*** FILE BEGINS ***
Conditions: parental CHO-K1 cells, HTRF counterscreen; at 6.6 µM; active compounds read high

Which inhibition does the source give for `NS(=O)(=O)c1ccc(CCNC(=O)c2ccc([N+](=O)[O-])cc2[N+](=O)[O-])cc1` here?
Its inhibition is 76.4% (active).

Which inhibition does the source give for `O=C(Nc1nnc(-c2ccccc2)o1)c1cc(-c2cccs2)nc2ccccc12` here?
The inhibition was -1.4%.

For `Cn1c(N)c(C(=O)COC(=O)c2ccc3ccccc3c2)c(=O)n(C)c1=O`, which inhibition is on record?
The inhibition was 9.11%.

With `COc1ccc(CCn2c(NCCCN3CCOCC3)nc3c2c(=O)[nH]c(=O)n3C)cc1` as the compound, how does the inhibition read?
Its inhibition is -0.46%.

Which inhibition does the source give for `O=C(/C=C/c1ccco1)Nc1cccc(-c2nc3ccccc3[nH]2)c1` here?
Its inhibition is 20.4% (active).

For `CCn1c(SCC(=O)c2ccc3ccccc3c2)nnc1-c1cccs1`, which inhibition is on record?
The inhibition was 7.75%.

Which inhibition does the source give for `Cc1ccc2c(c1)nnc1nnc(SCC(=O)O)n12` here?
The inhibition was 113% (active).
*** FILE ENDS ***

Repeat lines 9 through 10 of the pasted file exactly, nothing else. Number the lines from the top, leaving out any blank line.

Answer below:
Its inhibition is -0.46%.

Which inhibition does the source give for `O=C(/C=C/c1ccco1)Nc1cccc(-c2nc3ccccc3[nH]2)c1` here?